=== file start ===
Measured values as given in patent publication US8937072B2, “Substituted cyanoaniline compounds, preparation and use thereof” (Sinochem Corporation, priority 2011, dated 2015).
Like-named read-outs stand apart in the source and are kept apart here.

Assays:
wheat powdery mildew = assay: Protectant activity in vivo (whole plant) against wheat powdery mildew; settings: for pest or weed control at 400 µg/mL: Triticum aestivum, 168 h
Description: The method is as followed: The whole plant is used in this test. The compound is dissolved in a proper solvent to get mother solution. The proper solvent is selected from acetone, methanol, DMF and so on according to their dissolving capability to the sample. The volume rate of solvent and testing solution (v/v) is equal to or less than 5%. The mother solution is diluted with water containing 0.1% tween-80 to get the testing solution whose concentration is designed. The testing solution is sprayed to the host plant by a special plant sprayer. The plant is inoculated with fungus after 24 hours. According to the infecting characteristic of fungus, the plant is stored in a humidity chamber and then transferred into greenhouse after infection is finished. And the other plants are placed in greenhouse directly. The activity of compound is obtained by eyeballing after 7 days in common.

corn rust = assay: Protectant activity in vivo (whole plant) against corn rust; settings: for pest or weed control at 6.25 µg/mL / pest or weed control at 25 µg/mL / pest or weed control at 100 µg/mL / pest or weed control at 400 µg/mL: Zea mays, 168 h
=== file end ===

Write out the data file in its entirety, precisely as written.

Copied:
Measured values as given in patent publication US8937072B2, “Substituted cyanoaniline compounds, preparation and use thereof” (Sinochem Corporation, priority 2011, dated 2015).
Like-named read-outs stand apart in the source and are kept apart here.

Assays:
wheat powdery mildew = assay: Protectant activity in vivo (whole plant) against wheat powdery mildew; settings: for pest or weed control at 400 µg/mL: Triticum aestivum, 168 h
Description: The method is as followed: The whole plant is used in this test. The compound is dissolved in a proper solvent to get mother solution. The proper solvent is selected from acetone, methanol, DMF and so on according to their dissolving capability to the sample. The volume rate of solvent and testing solution (v/v) is equal to or less than 5%. The mother solution is diluted with water containing 0.1% tween-80 to get the testing solution whose concentration is designed. The testing solution is sprayed to the host plant by a special plant sprayer. The plant is inoculated with fungus after 24 hours. According to the infecting characteristic of fungus, the plant is stored in a humidity chamber and then transferred into greenhouse after infection is finished. And the other plants are placed in greenhouse directly. The activity of compound is obtained by eyeballing after 7 days in common.

corn rust = assay: Protectant activity in vivo (whole plant) against corn rust; settings: for pest or weed control at 6.25 µg/mL / pest or weed control at 25 µg/mL / pest or weed control at 100 µg/mL / pest or weed control at 400 µg/mL: Zea mays, 168 h